No, we’re not talking about puzzles or scary movies. If you’re introducing new, difficult content, divide the class into groups and ask each group to master only one portion of it at a time. If, for example, you’re teaching the American Revolution, have one group focus on the Continental Congress, one on Washington’s Army, one on French support for the war, and so on.
Ask them to do a reading on their topic – to become the class “experts” on that subject. Then split up the class into new groups that include one “expert” on each topic. Ask these new groups to work together to write an essay or complete a worksheet that requires information about all the topics. They will teach each other in the process. Learn more about the Jigsaw Approach.
Problem: There’s too much information to present in too short a time.
Sometimes there’s no way around it: you simply have to get a lot of information out there in a short amount of time. So you opt for a lecture and just want your students to absorb the content. Instead, they fall asleep or stare out the window. What can you do?
Solution #1: Keep it “bite-sized.”
Remember: research shows the average student’s attention span is as long as her age. So even high school kids can only handle about 15 minutes. If you have a lot of information to convey, re-arrange your lesson plans so you never lecture for more than 10-15 minutes.
Break up large concepts into smaller sections – give a brief lecture, then do an activity to help it “sink in.” Repeat this process over several days. You’ll increase participation – and improve comprehension, too.
Solution #2: Keep them busy.
Don’t allow students to stare into space while you talk. Give them something to stay connected. Try “fill in the blank” lecture notes. Delete key words and phrases in your lecture notes to create a “fill in the blank” worksheet. Then ask students to fill in the worksheet while you lecture. Another fun variation – lecture bingo.
Solution #3: Look into the future.
Before a lecture, give students a prediction activity. For example, tell them you will be lecturing on Shakespeare and ask them to predict what you will say, or give them a set of true/false statements and ask them to take their best guess.
As you lecture, instruct students to compare their guesses with what you actually say.
When the lecture is over, have a class discussion and evaluate how accurate student predictions were.
Problem: The lesson emphasizes the teacher, not the students.
Solution #1: Keep them busier than you are.
The traditional classroom of yesteryear had the teacher at the front of the room, droning on while students doze. Re-imagine your classroom as a place where students are busier than you are.
Keep the “sit still and let me talk to you” moments as brief as possible; get those kids working! Give them worksheets, activities, discussions, and projects. That doesn’t mean you get to sit around — you will still be busy, moving from student to student or group to group, correcting, evaluating, or providing feedback. But now everyone is busy and involved.
Solution #2: Use groups.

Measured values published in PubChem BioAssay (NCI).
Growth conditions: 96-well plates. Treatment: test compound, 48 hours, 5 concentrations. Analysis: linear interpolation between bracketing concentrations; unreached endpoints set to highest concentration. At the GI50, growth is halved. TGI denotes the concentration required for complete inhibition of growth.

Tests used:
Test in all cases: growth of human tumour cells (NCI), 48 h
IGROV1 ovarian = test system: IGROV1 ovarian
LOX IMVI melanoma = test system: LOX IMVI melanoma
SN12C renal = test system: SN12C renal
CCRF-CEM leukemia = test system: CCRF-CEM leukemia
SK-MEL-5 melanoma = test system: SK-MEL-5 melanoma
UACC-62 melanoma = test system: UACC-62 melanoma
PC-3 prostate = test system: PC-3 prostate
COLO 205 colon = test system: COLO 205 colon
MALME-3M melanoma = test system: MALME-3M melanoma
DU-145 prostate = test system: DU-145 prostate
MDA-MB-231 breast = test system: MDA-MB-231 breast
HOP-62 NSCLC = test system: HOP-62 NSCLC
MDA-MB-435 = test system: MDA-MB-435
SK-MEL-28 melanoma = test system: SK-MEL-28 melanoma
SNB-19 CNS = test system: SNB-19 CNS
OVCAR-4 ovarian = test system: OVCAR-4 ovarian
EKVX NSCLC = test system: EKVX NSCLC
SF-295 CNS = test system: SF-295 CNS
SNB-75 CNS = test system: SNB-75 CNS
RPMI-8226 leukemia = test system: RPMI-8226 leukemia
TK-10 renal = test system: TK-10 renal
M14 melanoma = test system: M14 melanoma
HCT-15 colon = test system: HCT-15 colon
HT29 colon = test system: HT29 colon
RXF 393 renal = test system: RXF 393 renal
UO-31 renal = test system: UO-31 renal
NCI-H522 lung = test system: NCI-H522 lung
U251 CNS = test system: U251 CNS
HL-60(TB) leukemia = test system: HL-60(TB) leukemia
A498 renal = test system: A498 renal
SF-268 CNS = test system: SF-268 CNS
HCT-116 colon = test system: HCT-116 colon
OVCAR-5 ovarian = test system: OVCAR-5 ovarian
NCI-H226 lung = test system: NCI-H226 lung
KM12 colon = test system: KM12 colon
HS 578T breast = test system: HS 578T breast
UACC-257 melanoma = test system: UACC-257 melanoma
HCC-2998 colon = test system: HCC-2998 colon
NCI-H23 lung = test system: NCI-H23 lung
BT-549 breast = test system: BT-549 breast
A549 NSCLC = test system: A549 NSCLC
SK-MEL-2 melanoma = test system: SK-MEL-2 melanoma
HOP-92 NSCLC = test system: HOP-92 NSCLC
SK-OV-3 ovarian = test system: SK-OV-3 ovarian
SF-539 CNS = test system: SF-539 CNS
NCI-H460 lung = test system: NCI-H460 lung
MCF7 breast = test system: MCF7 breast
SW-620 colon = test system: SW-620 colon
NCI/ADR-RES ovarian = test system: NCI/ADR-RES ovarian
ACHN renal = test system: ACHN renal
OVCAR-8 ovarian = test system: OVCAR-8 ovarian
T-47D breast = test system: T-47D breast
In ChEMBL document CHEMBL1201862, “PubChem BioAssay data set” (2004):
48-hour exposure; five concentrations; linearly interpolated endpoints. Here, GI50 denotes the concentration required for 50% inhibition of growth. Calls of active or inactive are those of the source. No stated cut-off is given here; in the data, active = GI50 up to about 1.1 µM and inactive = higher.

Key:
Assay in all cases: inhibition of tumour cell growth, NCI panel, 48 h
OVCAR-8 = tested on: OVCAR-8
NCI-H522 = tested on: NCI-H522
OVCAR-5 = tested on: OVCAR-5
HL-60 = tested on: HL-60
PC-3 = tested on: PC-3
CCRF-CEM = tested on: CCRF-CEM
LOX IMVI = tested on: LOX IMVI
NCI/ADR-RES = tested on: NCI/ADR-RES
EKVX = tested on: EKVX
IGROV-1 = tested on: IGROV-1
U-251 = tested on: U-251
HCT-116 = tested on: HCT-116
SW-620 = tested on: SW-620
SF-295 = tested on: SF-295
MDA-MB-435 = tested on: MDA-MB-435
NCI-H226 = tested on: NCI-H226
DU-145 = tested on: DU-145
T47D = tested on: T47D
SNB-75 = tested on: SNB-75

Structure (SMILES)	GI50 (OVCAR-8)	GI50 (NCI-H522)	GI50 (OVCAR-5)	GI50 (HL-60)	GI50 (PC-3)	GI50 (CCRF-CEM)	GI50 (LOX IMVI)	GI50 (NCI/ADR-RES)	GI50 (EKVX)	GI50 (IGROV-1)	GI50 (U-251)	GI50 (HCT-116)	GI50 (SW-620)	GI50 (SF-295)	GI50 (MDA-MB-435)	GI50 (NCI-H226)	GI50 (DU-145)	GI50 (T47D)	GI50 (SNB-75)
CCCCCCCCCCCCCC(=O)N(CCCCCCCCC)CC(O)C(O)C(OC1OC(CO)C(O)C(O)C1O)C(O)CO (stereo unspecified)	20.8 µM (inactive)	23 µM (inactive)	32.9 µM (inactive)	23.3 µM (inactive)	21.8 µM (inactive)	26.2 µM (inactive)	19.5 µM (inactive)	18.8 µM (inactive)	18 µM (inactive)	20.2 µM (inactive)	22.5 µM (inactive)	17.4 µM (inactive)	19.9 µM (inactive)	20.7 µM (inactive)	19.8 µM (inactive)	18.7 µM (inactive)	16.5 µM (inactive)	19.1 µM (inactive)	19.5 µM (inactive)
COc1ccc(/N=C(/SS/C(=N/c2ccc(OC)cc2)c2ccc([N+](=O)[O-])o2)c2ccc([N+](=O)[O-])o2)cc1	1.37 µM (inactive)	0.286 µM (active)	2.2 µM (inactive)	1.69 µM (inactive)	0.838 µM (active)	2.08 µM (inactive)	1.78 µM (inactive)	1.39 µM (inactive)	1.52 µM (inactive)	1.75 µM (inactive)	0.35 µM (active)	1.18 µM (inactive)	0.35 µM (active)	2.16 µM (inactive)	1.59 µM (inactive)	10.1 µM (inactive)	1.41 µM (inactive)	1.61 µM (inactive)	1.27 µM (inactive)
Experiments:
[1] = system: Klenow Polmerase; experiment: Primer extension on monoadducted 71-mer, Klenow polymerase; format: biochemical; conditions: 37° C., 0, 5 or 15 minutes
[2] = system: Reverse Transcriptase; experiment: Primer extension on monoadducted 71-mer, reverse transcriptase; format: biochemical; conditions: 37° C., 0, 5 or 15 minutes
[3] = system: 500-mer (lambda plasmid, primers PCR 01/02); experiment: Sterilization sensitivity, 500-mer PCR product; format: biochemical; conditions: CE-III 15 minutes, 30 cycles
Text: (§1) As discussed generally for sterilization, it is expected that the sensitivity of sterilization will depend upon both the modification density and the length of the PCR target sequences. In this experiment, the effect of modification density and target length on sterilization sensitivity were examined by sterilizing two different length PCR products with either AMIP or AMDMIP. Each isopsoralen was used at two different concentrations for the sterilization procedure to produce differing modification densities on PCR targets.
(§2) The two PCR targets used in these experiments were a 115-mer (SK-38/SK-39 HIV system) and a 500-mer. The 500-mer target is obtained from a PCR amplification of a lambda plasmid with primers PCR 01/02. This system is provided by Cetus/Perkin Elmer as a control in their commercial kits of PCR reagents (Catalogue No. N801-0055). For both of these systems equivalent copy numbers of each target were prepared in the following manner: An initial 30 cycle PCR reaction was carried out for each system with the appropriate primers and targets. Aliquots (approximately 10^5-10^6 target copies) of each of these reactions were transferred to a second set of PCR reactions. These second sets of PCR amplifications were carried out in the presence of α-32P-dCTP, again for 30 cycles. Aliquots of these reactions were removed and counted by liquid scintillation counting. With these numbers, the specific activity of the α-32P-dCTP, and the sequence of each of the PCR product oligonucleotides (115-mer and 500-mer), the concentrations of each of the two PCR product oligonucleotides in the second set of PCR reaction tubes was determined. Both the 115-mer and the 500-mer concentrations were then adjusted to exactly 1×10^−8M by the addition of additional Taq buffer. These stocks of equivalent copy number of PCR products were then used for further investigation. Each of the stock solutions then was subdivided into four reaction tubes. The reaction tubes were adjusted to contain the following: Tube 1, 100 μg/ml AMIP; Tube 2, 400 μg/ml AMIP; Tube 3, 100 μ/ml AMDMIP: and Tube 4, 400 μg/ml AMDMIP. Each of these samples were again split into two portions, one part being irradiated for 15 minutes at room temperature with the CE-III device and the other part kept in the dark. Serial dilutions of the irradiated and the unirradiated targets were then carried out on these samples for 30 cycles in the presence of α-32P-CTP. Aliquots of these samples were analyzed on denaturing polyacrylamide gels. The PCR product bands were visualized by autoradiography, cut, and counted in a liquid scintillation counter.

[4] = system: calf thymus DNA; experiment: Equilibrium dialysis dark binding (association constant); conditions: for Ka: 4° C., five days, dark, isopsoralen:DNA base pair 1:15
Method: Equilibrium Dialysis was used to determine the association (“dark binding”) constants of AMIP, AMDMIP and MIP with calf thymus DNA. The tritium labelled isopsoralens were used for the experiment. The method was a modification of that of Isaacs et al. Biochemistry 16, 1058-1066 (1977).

Homogeneous grouping? Heterogeneous grouping? Tracking? Forget the buzz words: having students work in groups is one of the best ways to increase student participation. Don’t keep them in the same groups all the time –give them a chance to be the “smart kid” who can help someone one day and the kid who needs help the next.
Take a traditional worksheet or activity and give it to students in groups. Offer a reward to the group who finishes first with the most answers correct and watch them go! Note: it helps to have additional prizes available to keep groups motivated after the first group “wins.” Even high school students enjoy these competitions.
Solution #3: Give them a voice and a choice.
Do students ever get a “say” in your classroom? Of course you need to make most decisions, but there must be some things you could leave up to them – whether it’s what color chalk you use today or how long they practice a specific activity.
Kids tune out because they feel like their ideas don’t matter. Show them their opinions are important and they’ll pay better attention and speak up more in class.
There will always be some unreachable student who won’t respond, even with these efforts. But if you give these a try, you may be presently surprised at the previously unreachable students who just might join in!
10/14/2011 From the Chronicle of Higher Education comes this exciting new develpment in the area of content management
Pearson and Google Jump Into Learning Management With a New, Free System
October 13, 2011, 10:25 am By Josh Fischman
One of the world’s biggest education publishers has joined with one of the most dominant and iconic software companies on the planet to bring colleges a new—and free—learning-management system with the hopes of upending services that affect just about every instructor, student, and college in the country.
Today Pearson, the publishing and learning technology group, has joined the software giant Google to launch OpenClass, a free LMS that combines standard course-management tools with advanced social networking and community-building, and an open architecture that allows instructors to import whatever material they want, from e-books to YouTube videos. The program will launch through Google Apps for Education, a very popular e-mail, calendar, and document-sharing service that has more than 1,000 higher-education customers, and it will be hosted by Pearson with the intent of freeing institutions from the burden of providing resources to run it. It enters a market that has been dominated by costly institution-anchored services like Blackboard, and open-source but labor-intensive systems like Moodle.